Cover of Marco Soggetto’s new book on prisoner escapes through the Western Alps; at right, the author
In April 2012, while researching escapes of Allied prisoners of war who travelled from Italy to Switzerland through the grand Western Alps, Marco Soggetto shared a message with visitors to this site in “A Daring Escape through the Alps.”
At least one of the prisoners who escaped over the mountains had been interned in Camp 59 at Servigliano—British rifleman Charles John P. Bradford.
Marco’s book is now in print. I asked him to write a summary of the work that I could post on this site:
Braccati. Prigionieri di guerra alleati in Piemonte e Valle d’Aosta
By Marco Soggetto
Aviani & Aviani Editori, Udine, December 2013
They were frantic, alone, starving, and abandoned in a foreign land overturned by a terrible civil war and occupied by a cruel enemy. Words can scarcely describe the incredible odyssey of the 80,000 prisoners of war who escaped from Italian camps after the Armistice.
Among these men, a few young soldiers turned from tides of the combat to a fate deep in the great Western Alps. They were from the United Kingdom and Australia, Tasmania and New Zealand; they had survived sieges and terrible battles at Tobruk, Deir El Shein, and El Alamein—and in Greece. Some survived when the HMS Hereward was sunk during the evaculation of troops from Crete.
Now they all shared a single aim: to reach friendly, neutral Switzerland.
Unfortunately, the long-awaited freedom was not so easily accessible. The men faced harsh terrain and winter’s cold, snow and hunger, while always at risk of being spotted by one of the many German soldiers and RSI (Repubblica Sociale Italiana) militiamen who were about during the fearsome rastrellamenti.
Above all, they faced a monumental challenge in order to reach the Swiss border—a test for which they had not been trained, an experience they could never have had in their own countries.
They climbed for long hours and days into the mountains. Then at last, three roped parties stumbled slowly, hesitatingly, onto the glacier. They faced constant risk of avalanche while marching over large crevasses without appropriate gear or protection; no crampons and thermal suits, no special eye protection, no ice axes or rucksacks, no climbing harnesses and—in most cases—no boots. At more than 4,000 meters above sea level, deceiving whirls of wind and snow dance on the ridges.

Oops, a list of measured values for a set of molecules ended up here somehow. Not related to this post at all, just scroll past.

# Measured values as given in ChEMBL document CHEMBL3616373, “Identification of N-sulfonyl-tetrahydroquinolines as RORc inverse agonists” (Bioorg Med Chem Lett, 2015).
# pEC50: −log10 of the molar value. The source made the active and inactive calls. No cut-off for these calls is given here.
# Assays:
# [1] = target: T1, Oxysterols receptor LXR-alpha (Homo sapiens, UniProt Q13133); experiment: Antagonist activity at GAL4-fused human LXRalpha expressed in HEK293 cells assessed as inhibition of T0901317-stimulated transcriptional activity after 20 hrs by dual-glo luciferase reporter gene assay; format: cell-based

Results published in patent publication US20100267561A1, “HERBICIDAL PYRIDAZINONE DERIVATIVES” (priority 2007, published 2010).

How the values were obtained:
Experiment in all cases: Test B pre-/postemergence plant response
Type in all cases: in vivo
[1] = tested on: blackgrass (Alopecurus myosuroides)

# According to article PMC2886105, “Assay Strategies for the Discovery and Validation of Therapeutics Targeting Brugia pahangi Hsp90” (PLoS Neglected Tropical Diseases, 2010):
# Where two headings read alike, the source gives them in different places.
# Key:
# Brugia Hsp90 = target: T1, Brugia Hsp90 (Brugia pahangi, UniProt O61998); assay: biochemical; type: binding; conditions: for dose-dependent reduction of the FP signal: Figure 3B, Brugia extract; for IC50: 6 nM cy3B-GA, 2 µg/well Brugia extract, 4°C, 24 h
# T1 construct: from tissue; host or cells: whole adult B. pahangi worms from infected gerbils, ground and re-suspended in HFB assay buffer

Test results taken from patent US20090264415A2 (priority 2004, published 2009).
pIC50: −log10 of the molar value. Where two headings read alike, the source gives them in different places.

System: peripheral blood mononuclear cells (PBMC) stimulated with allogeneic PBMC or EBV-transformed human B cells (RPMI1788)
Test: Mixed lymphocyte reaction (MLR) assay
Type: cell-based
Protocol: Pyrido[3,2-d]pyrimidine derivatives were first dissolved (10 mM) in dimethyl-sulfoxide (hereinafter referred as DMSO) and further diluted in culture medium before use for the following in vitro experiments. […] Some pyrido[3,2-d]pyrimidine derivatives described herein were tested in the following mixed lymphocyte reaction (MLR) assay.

Braccati. Prigionieri alleati in Piemonte e Valle d’Aosta (Hunted. Allied Prisoners in Piedmont and the Aosta Valley) is based on an accurate, three-year-long historical search, widened by contact with families of POWs and access to previously unreleased or forgotten documents. The book provides a glimpse into many untold stories, and also gives precious insight into the ways these foreign soldiers perceived Italy and its alpine lands and the brave villagers and mountaineers who assisted in their rescue.
It’s quite strange to consider that here in Italy there are thousands of titles concerning Fascism and its ill-omened wars, but we have almost forgotten one of the very few positive aspects of that sad era: the strong support given to Allied prisoners by Italians—farmers and priests, villagers and doctors, alpine guides and partisans. This book reveals the confluence of two very different cultures, and the stories of men and women who survived those terrible days.
The book is in Italian, but I would be pleased to find a foreign editor who might work with me on an English version of the book.
Written in Milan on January 17, 2014, with a special thank to Dennis and his excellent “Camp 59 Survivors” website.
For more information on Braccati. Prigionieri alleati in Piemonte e Valle d’Aosta, or to place an order:
Below is a list of soldiers Marco found to have crossed the mountains. If anyone has a family connection or otherwise has information about any of these men, please send a note to me at firstname.lastname@example.org and I will put you into contact with Marco.
Cpl. Loyal Walter Wyman, Service Number—TX2360
A/Cpl. or NCO Robert Wylie, Service Number—QX5740
Sgt. Edgar Nathaniel Triffett, Service Number—QX5753
P.te William Henry Mitchell, Service Number—VX30186
Cpl. Walter Austin Parker, Service Number—VX33706
P.te Henry Norman Frederick Willoughby, Service Number—VX34136
P.te Gordon Roy Whitham, Service Number—VX1552
P.te Thomas William Fletcher, Service Number—WX11411
P.te John Charles Nelson, Service Number—WX9903
P.te Harold Reginald Davis, Service Number—WX14427
P.te Victor Johnson, Service Number—WX14411
Joseph Henry Turner, Service Number—TX75
Thomas Watson Russell, Service Number—VX32995
Ernest Baden Preiser, Service Number—VX32728
William Francis Waller, Service Number—VX47958
P.te Albert Vernon Barndon, Service Number—WX15376
P.te Ernest Andrew Hayes, Service Number—VX34562
P.te Brian Daniel Smith, Service Number—VX33912
P.te George James Rhodes, Service Number—VX33373
Stuart John Lauder, Service Number—QX9995
P.te Thomas Henry Kelly, Service Number—VX36598
P.te Ronald Charles Irwin, Service Number—SX7858
Frederick Walter Garland, Service Number—10329
James C. G. Harvey, Service Number—9300
P.te John Sidney Monk, Service Number—6025940
Edmond Trevelyan Lochett (or Lockett), Service Number—152248
Charles John P. Bradford, Service Number—6915262
William David Lewis
Victor Torrig (or Torring)
L/Cpl. Frederick Donald Cheeseman, Service Number—137028
William Edward Croft, Service Number—2116887